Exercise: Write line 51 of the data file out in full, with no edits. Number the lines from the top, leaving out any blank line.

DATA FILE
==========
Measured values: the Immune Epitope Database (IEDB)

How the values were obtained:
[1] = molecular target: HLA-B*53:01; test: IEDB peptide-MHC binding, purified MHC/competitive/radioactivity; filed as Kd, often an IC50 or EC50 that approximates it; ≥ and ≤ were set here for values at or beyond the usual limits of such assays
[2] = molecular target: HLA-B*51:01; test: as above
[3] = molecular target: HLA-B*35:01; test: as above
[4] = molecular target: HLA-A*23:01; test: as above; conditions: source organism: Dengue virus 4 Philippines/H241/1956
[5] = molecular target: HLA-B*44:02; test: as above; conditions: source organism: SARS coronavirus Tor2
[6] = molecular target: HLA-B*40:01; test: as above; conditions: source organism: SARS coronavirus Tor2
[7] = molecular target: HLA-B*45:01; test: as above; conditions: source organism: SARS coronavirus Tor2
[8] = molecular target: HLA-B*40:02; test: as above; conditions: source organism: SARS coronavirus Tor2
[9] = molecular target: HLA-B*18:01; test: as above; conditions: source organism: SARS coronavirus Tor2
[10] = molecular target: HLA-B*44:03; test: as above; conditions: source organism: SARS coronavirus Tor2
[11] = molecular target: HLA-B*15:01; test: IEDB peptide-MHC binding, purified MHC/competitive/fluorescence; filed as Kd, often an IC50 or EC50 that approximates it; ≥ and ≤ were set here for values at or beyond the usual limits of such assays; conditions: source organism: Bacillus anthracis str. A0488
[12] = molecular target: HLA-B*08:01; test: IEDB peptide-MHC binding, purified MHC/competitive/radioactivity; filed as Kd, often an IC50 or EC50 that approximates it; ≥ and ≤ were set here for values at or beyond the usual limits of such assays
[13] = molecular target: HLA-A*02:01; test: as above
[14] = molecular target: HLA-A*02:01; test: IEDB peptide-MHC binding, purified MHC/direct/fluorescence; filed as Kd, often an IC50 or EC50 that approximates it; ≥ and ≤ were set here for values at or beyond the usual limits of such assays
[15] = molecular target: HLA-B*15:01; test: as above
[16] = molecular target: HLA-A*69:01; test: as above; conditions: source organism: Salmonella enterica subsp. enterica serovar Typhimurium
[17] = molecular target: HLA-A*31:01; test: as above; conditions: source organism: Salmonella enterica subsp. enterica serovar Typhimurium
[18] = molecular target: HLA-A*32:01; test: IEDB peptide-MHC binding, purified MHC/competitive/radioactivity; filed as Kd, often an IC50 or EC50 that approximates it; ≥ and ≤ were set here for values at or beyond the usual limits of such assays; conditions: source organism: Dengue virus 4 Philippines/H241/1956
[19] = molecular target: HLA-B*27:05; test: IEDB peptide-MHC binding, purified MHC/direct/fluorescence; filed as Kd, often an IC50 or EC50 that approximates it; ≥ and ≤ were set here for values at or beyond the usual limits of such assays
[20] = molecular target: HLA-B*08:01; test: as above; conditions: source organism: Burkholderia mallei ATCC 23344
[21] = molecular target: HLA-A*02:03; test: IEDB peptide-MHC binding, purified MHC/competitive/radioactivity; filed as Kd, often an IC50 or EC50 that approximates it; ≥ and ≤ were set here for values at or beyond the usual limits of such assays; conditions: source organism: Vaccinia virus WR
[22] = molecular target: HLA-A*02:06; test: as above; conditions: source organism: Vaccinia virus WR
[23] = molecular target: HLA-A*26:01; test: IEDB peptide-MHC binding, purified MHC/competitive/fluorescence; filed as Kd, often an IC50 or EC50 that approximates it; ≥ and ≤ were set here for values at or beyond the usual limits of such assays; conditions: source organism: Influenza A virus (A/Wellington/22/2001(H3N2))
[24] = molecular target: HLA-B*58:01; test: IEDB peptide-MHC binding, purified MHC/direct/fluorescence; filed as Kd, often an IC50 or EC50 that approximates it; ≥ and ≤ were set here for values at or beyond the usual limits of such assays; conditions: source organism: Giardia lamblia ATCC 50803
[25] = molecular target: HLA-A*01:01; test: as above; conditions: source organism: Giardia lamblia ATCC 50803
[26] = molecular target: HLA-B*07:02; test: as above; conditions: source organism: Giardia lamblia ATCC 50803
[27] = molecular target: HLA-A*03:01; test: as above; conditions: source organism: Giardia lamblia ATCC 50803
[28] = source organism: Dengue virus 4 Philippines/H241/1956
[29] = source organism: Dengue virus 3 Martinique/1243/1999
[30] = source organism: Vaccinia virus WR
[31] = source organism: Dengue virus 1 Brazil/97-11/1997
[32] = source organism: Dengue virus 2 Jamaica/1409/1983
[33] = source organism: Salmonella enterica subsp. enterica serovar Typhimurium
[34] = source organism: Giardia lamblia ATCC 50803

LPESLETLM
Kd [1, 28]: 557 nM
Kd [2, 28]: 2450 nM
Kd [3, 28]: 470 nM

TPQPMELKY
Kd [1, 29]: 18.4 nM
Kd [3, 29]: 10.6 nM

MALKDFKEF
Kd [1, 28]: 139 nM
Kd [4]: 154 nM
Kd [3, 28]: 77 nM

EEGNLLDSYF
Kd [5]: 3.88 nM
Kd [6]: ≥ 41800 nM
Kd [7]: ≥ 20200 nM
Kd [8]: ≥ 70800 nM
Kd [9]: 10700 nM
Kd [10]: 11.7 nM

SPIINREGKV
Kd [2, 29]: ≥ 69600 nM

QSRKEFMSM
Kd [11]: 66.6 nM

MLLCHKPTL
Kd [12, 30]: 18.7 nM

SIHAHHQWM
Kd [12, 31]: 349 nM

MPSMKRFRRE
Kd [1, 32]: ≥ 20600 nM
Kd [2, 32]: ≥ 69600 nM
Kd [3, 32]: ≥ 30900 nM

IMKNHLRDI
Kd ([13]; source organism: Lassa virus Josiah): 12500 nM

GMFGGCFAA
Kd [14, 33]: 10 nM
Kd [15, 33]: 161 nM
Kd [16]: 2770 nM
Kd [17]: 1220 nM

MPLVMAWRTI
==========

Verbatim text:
Kd [7]: ≥ 20200 nM